US9718061B2 - Instruments and method relating to thermal cycling - Google Patents

Instruments and method relating to thermal cycling Download PDF

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US9718061B2
US9718061B2 US14599809 US201514599809A US9718061B2 US 9718061 B2 US9718061 B2 US 9718061B2 US 14599809 US14599809 US 14599809 US 201514599809 A US201514599809 A US 201514599809A US 9718061 B2 US9718061 B2 US 9718061B2
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heat sink
base plate
elements
heat transfer
heat
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US20150132804A1 (en )
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David Cohen
Sakari Viitamaki
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Thermo Electron Oy
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Thermo Electron Oy
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    • BPERFORMING OPERATIONS; TRANSPORTING
    • B01PHYSICAL OR CHEMICAL PROCESSES OR APPARATUS IN GENERAL
    • B01LCHEMICAL OR PHYSICAL LABORATORY APPARATUS FOR GENERAL USE
    • B01L7/00Heating or cooling apparatus; Heat insulating devices
    • B01L7/52Heating or cooling apparatus; Heat insulating devices with provision for submitting samples to a predetermined sequence of different temperatures, e.g. for treating nucleic acid samples
    • BPERFORMING OPERATIONS; TRANSPORTING
    • B01PHYSICAL OR CHEMICAL PROCESSES OR APPARATUS IN GENERAL
    • B01LCHEMICAL OR PHYSICAL LABORATORY APPARATUS FOR GENERAL USE
    • B01L2300/00Additional constructional details
    • B01L2300/08Geometry, shape and general structure
    • B01L2300/0809Geometry, shape and general structure rectangular shaped
    • B01L2300/0829Multi-well plates; Microtitration plates
    • BPERFORMING OPERATIONS; TRANSPORTING
    • B01PHYSICAL OR CHEMICAL PROCESSES OR APPARATUS IN GENERAL
    • B01LCHEMICAL OR PHYSICAL LABORATORY APPARATUS FOR GENERAL USE
    • B01L2300/00Additional constructional details
    • B01L2300/18Means for temperature control
    • B01L2300/1805Conductive heating, heat from thermostatted solids is conducted to receptacles, e.g. heating plates, blocks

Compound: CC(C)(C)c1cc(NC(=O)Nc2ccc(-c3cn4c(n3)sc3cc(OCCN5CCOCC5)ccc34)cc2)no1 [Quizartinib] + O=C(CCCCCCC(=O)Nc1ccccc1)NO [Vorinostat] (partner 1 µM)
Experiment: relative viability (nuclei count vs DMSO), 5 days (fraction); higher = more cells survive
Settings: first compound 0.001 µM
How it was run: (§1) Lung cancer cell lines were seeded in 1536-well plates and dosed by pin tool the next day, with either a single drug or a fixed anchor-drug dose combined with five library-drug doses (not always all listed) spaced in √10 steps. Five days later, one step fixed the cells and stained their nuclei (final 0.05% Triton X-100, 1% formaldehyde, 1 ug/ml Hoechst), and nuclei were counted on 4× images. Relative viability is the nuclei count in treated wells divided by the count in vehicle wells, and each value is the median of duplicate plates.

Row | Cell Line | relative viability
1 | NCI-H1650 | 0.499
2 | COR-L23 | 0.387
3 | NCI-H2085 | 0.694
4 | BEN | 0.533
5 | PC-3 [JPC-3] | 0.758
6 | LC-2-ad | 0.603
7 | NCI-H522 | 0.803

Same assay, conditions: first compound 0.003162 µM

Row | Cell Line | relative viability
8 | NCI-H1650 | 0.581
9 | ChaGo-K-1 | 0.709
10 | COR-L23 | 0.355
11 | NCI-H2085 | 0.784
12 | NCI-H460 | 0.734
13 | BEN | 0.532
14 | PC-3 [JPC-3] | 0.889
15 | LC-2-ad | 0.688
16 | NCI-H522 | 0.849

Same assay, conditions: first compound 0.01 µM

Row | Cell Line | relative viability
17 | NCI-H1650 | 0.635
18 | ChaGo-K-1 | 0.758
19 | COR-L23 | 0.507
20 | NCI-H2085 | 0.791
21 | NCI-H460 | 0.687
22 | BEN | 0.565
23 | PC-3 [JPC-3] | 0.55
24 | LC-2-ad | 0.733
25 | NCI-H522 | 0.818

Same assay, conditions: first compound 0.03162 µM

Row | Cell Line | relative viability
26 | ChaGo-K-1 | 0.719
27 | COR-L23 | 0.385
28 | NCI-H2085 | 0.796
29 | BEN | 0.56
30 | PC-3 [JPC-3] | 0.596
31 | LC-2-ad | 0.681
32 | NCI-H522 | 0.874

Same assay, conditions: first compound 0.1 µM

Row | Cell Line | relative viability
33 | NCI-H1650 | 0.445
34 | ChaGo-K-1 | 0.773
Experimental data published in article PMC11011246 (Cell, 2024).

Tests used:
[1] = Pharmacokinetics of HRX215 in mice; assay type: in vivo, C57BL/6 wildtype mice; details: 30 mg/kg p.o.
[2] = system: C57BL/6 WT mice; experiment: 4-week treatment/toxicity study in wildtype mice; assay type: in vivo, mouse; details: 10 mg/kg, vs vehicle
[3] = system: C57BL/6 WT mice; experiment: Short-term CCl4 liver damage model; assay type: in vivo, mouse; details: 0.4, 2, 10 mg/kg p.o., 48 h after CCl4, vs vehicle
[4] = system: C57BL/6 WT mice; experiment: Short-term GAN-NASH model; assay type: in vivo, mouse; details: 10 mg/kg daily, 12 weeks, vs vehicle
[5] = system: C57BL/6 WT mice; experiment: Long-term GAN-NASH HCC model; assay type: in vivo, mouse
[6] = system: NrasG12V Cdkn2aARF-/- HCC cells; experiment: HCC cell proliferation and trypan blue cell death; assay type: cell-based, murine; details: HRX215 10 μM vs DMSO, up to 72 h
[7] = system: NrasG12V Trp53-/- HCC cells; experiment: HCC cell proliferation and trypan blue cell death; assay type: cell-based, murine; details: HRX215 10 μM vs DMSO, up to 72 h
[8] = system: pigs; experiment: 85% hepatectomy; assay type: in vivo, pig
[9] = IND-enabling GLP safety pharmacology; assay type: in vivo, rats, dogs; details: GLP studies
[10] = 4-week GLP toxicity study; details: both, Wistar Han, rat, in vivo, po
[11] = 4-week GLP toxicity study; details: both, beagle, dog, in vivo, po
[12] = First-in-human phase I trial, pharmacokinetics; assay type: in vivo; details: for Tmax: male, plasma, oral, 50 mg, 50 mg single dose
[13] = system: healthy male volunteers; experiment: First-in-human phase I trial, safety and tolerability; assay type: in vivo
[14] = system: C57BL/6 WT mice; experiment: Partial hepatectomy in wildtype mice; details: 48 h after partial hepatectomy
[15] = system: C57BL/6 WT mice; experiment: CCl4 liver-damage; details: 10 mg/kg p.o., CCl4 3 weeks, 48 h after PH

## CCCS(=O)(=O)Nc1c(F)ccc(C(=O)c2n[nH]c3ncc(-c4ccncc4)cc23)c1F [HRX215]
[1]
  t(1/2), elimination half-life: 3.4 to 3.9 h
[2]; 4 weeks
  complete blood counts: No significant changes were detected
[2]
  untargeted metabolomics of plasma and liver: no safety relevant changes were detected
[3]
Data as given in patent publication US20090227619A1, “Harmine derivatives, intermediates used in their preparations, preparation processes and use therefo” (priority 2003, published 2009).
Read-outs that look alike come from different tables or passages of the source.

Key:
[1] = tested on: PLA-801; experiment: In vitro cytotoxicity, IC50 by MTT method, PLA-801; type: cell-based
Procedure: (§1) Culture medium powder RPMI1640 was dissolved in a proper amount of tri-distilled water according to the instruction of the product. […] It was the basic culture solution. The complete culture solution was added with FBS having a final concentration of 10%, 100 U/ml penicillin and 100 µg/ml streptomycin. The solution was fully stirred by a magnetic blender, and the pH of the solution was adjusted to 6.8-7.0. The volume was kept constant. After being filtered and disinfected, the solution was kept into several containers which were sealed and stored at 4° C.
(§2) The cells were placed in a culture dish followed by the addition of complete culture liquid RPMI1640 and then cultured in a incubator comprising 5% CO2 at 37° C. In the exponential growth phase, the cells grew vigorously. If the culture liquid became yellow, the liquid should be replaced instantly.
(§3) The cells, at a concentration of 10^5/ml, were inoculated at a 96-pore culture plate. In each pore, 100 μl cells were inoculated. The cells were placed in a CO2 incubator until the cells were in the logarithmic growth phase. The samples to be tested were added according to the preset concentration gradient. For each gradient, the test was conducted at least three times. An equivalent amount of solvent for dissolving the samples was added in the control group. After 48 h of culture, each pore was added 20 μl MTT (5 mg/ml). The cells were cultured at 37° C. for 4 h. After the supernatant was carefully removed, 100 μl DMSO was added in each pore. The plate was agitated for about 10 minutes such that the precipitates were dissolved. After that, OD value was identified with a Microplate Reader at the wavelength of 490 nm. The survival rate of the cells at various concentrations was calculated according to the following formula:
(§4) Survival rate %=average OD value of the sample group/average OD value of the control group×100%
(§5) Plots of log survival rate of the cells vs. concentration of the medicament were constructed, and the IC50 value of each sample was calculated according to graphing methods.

• B01L2300/1822Conductive heating, heat from thermostatted solids is conducted to receptacles, e.g. heating plates, blocks using Peltier elements
    • BPERFORMING OPERATIONS; TRANSPORTING
    • B01PHYSICAL OR CHEMICAL PROCESSES OR APPARATUS IN GENERAL
    • B01LCHEMICAL OR PHYSICAL LABORATORY APPARATUS FOR GENERAL USE
    • B01L2300/00Additional constructional details
    • B01L2300/18Means for temperature control
    • B01L2300/1894Cooling means; Cryo cooling

Abstract

The present invention relates to a device for thermal cycling of biological samples, a heat sink used in such a device and a method. The heat sink comprises a base plate designed to fit in a good thermal contact against a generally planar thermoelectric element included in the device, and a plurality of heat transfer elements projecting away from the base plate. According to the invention, the heat transfer elements of the heat sink and arranged in a non-parallel configuration with respect to each other for keeping the temperature of the base plate of the heat sink spatially uniform during thermal cycling.

Description

CROSS-REFERENCE TO RELATED APPLICATIONS

This application is a continuation of co-pending U.S. patent application Ser. No. 13/517,311, filed Sep. 8, 2008, the disclosure of which is hereby incorporated herein by reference in its entirety.

FIELD OF THE INVENTION

The present invention relates to devices for processing biological samples, especially but not exclusively for amplifying DNA sequences by the Polymerase Chain Reaction (abbreviated “PCR”) method. In particular, the invention concerns a heat sink to be used in a thermal cycler which will be used for heating and cooling a plurality of biological samples. Such a heat sink typically comprises a base plate with an area from which waste heat is conducted into the heat sink, and a plurality of heat transfer elements which project away from the base plate and shed heat into a cooling medium such as air.

The invention also concerns a novel thermal cycler and a method of processing biological samples.

BACKGROUND OF THE INVENTION

Thermal cyclers are instruments commonly used in molecular biology for applications such as PCR and cycle sequencing, and a wide range of instruments are commercially available. A subset of these instruments, which include built-in capabilities for optical detection of the amplification of DNA, are referred to as “real-time” instruments. Although these can sometimes be used for different applications than non-real-time thermal cyclers, they operate under the same thermal and sample preparation parameters.

The core of a thermal cycler construct consists typically of: one or more thermoelectric modules (also: “thermoelements”), such as peltier elements, sandwiched in close thermal contact between the sample holder (also: “thermal block”) and heat sink elements, along with one or more sensors in each of the sample holder and the heat sink, thermal interface materials on either side of the thermoelectric elements to enhance close thermal contact, and mechanical elements to fasten all of these components together.

The important parameters that govern how well a thermal cycler operates are: uniformity, accuracy and repeatability of thermal control for ail the samples processed, ability to operate in the environment of choice, speed of operation, and sample throughput.